In fact, we don’t know all that much about Matthias; he remains one of the great mystery men of the New Testament.  We do know from Acts that Matthias was one of two potential candidates for filling the apostleship of the now deceased Judas, the other being a man named Joseph Barsabbas “who was also known as Justus;” we know that both men were considered longtime followers of Jesus; and we know that they were both, as Peter described them, “witnesses with us to his resurrection.”  But beyond that, all that we really know is that following some prayerful consideration that the Lord would show them the right candidate, lots were cast (which was an ancient form of election and was pretty much as it sounds: small stones or even sticks were used, but it essentially was a roll of the dice (!), in the belief that God had already chosen the right person and so this is how it would be revealed!), and the “lot” fell on Matthias “and he was added to the eleven apostles.”

And after that he was pretty much never heard of again!  Seriously, Matthias’ name never comes up again in the Book of Acts or anywhere else in scripture; and historical records regarding his life and times are sketchy at best: some traditions hold that Matthias preached the Gospel to “barbarians and meat eaters” (and by “meat eaters,” I mean cannibals) in the interior of Ethiopia, while others maintain that Matthias was in fact stoned to death by religious authorities in Jerusalem and then beheaded.  We just don’t know.

In truth, the best clue we have about Matthias comes the meaning of his name:  in the original Hebrew, his name would have been Mattithiah, which means “a gift of God.”  And actually, that kind of says it all: as brief as his appearance is within the gospel story Matthias emerges as a gift of God to this new church as it took its very first steps into an uncertain, yet very purposeful future.  In fact, I would go so far to say that Matthias represents for us today the difference between the church languishing and stagnating where it is, or else going boldly to where it’s supposed to go, following the leading of the Holy Spirit into new areas of ministry and witness; to go, as Jesus himself said it, to “be my witnesses in Jerusalem, in all Judea and Samaria, and to the ends of the earth.”  (1:8) Matthias was in fact the first of many leaders in the church, disciples of Jesus Christ who were ever and always about the business of moving forward with doing God’s work in the world; which, when you think about it, might even include you and me!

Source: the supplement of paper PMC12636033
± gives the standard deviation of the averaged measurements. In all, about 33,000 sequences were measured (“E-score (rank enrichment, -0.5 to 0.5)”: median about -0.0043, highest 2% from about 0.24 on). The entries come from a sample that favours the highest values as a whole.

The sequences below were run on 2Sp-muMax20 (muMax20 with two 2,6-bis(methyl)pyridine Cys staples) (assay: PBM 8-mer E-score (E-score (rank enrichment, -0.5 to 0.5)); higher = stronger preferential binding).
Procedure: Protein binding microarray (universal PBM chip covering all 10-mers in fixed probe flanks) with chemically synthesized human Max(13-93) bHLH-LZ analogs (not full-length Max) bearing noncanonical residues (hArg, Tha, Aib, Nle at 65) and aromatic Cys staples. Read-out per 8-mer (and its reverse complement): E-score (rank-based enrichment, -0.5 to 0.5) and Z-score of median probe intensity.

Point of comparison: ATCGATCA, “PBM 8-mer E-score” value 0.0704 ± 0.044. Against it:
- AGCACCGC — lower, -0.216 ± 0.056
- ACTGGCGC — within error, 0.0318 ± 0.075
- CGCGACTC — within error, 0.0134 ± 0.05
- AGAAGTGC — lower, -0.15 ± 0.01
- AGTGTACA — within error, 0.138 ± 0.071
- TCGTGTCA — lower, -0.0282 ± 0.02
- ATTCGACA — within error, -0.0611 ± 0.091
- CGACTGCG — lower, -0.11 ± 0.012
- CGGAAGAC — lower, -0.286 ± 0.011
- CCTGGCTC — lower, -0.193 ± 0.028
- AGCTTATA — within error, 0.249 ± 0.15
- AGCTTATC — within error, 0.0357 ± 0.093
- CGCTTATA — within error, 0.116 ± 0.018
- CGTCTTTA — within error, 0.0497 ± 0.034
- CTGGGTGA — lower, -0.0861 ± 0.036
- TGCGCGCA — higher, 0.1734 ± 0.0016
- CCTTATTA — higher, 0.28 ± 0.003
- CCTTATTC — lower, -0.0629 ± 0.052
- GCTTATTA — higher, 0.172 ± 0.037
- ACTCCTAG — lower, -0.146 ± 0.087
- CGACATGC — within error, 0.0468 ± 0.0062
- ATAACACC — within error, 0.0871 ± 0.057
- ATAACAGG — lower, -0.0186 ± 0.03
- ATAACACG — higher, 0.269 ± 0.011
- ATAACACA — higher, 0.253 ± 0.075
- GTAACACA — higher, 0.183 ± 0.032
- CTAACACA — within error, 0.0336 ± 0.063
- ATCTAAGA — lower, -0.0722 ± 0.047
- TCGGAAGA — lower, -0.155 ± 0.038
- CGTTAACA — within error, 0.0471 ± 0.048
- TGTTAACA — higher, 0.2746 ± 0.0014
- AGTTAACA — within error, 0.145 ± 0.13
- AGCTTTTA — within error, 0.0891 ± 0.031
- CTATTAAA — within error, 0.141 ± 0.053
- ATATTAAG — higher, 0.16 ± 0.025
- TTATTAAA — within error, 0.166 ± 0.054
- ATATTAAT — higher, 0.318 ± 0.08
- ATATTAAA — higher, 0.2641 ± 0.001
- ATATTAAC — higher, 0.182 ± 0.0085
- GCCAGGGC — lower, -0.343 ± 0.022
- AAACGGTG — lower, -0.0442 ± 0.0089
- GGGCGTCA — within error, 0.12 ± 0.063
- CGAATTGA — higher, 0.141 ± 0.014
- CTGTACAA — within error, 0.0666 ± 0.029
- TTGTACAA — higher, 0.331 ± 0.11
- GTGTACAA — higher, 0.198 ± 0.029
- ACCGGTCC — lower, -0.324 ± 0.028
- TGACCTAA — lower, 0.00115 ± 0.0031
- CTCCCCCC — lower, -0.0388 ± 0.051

What we find out from this little story from the Book of Acts is that from the very beginnings of the Christian church, there’s this tension that exists between, shall we say, continuity and order on the one hand, and innovation, creativity and change on the other!   I mean, the whole idea that there has to be a replacement for Judas – the details of whose bloody end is recorded there in Acts but not included in our text this morning (!) – or that there needs to be twelve individuals as opposed to eleven in this inner circle of apostleship (which, by the way, symbolically links the apostles with the twelve tribes of Israel), not to mention the idea that Matthias had actually been part of their group for the whole three years of following Jesus:  all of this tells us that in the midst of everything changing all around them the disciples really wanted and needed some solid connection to their faith and tradition.  And that’s valid; in fact, it’s as true today as it was then – to quote William Willimon, “In order to serve Christ, we must become the body of Christ [and as such we] must be organized, must have form and continuity.”  That’s why, as broad and open and diverse as we seek to be in the church today, in the end what we do as te church – whatever we do – must be rooted in our biblical faith in Jesus Christ our Lord and Savior, and in the historical tradition of Christ’s church; anything else than that makes us just some random gathering of religious people… if that!